She was probably trying to get to the hospital, the car was probably broken down, and she hadn’t charged her cell phone so was using one of the neighbors.  Even though he wasn’t there and there was nothing he could really do, she probably still wanted to call, talk to him, yell at him, and blame him.

He knew that it would just be her way to blow off steam.  He’d let her yell, get it out of her system and then, in an hour or so, they would both be okay again and wouldn’t say another word about it.

He couldn’t get her out of his mind.  He was sure that having no radio wasn’t helping, but she was still there.  It was like she was with him.  He could feel her warmth in the truck and, every now and then, he would see her on the side of the road, watching him as he passed.  Occasionally, when he would check his mirror on his passenger side, he could just see the slight glow of her and smell her favorite scent.  She always loved the Victoria Secret fruity body lotions, and he kept getting the occasional whiff of it floating throughout the cab.

The engine roared. He could feel the pressure that he felt as he had been rising up the slope start to ease.  The RPMs quickly climbed and, in a moment, he had to quickly upshift.  Then a second later, upshift again.  He had crested the hill, and was now starting to go back down.  Quickly, he had to get up to gear and get the engine brake on before he would have to start using his air brakes.  Too much air brake too soon, and he could easily overheat his brakes, causing them to catch on fire.  He had to get it caught in time.

He made it to seventh gear, which was close enough.  He reached forward and flipped the switch, allowing the engine brake to roar to life in its monstrous drone, loud in the silence of the night.

“Chirp chirp,” he heard from his breast pocket.  He could see the light from his little screen glowing through the fabric.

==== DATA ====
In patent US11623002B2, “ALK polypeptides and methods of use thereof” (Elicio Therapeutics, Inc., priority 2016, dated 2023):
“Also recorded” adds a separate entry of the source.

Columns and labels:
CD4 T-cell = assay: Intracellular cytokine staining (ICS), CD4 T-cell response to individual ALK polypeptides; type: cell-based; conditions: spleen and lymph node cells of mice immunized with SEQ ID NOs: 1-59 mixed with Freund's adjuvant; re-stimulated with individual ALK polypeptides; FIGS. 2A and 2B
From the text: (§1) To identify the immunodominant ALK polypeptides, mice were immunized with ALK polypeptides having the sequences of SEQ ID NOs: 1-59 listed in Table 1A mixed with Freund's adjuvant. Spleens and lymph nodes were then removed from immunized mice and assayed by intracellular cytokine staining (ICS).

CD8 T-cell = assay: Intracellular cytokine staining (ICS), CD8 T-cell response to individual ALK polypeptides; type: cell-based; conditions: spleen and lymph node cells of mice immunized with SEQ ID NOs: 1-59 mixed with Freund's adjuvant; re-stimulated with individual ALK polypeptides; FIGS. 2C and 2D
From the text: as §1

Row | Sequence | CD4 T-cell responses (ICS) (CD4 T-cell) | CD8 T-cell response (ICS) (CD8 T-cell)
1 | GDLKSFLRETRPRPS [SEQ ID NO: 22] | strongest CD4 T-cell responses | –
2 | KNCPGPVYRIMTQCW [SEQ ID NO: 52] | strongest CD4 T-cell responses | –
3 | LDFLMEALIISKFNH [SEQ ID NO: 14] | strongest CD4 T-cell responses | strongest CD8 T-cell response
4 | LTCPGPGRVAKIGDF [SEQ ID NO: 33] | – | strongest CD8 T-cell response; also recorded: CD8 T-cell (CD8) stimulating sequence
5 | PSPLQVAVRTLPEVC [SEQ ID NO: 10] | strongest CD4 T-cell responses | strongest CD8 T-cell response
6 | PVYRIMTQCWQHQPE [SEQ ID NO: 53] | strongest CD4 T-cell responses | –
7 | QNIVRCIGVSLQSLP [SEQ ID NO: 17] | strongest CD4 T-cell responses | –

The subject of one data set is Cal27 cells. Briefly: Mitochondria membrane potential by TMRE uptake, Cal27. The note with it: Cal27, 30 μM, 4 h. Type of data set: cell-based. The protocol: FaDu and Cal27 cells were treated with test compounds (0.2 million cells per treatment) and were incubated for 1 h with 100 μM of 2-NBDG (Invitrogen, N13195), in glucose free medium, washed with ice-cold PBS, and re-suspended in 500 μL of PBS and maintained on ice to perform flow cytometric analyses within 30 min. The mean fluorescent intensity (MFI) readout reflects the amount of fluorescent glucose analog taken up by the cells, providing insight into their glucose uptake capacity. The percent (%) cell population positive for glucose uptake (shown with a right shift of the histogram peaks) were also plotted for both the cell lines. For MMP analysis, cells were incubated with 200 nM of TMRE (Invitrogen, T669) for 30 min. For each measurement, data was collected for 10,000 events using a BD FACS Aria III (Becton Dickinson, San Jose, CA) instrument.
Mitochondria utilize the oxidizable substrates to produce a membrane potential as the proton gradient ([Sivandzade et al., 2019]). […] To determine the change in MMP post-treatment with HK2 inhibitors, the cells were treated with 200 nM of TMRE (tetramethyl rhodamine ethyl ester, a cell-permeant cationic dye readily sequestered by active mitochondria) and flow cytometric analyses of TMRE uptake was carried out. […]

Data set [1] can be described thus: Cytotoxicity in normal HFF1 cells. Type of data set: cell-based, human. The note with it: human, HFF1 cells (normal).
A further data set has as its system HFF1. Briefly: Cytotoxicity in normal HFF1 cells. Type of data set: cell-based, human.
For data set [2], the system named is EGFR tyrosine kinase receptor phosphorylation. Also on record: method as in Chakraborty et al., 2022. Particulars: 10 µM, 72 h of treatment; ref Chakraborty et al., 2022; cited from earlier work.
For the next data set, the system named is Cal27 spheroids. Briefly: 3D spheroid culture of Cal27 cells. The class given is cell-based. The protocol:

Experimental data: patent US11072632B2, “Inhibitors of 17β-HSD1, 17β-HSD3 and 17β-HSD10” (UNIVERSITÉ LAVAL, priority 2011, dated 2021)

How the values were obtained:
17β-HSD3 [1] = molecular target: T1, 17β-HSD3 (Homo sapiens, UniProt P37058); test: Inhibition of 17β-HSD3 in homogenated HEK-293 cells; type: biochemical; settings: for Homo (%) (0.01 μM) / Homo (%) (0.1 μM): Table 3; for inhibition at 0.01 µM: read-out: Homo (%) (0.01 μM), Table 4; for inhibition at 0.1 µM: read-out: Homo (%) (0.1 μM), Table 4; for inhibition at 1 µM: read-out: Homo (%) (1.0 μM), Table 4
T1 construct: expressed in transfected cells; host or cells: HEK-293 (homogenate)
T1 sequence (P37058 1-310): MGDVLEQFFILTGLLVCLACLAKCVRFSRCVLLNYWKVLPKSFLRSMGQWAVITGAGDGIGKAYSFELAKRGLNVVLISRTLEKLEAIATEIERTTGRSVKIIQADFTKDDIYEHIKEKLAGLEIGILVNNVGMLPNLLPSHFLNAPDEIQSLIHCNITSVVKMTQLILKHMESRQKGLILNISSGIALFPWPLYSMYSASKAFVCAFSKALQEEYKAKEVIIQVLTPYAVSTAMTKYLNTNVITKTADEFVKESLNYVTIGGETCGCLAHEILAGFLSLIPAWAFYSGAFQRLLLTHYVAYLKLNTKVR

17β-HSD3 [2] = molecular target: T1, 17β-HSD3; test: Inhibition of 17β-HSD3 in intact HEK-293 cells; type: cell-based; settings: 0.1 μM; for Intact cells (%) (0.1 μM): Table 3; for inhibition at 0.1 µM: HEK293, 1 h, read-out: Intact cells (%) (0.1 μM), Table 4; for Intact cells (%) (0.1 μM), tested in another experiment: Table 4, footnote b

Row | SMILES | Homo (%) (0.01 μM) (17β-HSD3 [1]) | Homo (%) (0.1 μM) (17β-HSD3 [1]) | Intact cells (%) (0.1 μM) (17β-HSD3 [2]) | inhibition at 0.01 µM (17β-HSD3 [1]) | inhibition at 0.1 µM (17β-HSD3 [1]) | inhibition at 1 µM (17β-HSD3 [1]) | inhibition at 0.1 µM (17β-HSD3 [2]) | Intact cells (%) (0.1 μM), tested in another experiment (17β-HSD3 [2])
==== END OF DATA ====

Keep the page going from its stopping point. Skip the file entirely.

He reached forward to the little nook in his dash where he kept his little Bluetooth headset.  It wasn’t that he was worried about the police pulling him over at that time of night, but he was concerned about trying to shift gears and holding the handset to his ear.  It was hard enough making it through the hills with both hands free; jostling a phone just made it that much worse.

He grabbed the little headset and fumbled briefly to flip it open.  It was dark, his hand twitched and, before he realized it, he felt the headset fly out of his hand.  He heard the little soft “phet” of rubber falling onto rubber and knew that his headset had just become lost to the floorboard.  There was no way he would find it while he was driving.  He would have to stop to look for it.

His phone chirped at him again.  He had another voicemail.  He wasn’t sure if it was another series of messages, or if he had just missed another call.  Something was going on.

“Shit.”

He pulled the phone from his pocket and flipped it open.  The screen showed that there were now a total of nine voice messages.  He closed his eyes for a long breath out.  Something bad was happening.

 

* * * *

 

He pressed down and held the “1” key, then heard the ringing sound as the phone dialed his voicemail.  Within a second, there was the familiar beep and he could hear the connection.  “You have nine unread messages.  Press ‘1’ to play your messages.”

Damned phone.  He had heard those new phones just allowed you to click on the messages.  Why the hell does simple have to be so damn complicated?  He pulled the phone away from his ear and pressed the “1” again so that the stupid messages would start to play.

He was surprised when he heard his neighbor’s voice coming from the little speaker: “Mike, I found Lisa passed out on the floor.  She’s not looking too good.  I’m rushing her to the ER now.  Call me back on my cell phone.”